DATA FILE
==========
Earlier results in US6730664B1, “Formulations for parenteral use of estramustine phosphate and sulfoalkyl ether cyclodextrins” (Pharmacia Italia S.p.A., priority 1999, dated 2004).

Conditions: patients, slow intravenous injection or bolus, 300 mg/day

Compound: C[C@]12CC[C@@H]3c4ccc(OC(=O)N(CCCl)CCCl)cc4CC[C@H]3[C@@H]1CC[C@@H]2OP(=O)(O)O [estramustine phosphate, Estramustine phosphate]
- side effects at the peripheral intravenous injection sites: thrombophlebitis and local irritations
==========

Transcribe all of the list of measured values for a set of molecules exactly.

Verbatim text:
Earlier results in US6730664B1, “Formulations for parenteral use of estramustine phosphate and sulfoalkyl ether cyclodextrins” (Pharmacia Italia S.p.A., priority 1999, dated 2004).

Conditions: patients, slow intravenous injection or bolus, 300 mg/day

Compound: C[C@]12CC[C@@H]3c4ccc(OC(=O)N(CCCl)CCCl)cc4CC[C@H]3[C@@H]1CC[C@@H]2OP(=O)(O)O [estramustine phosphate, Estramustine phosphate]
- side effects at the peripheral intravenous injection sites: thrombophlebitis and local irritations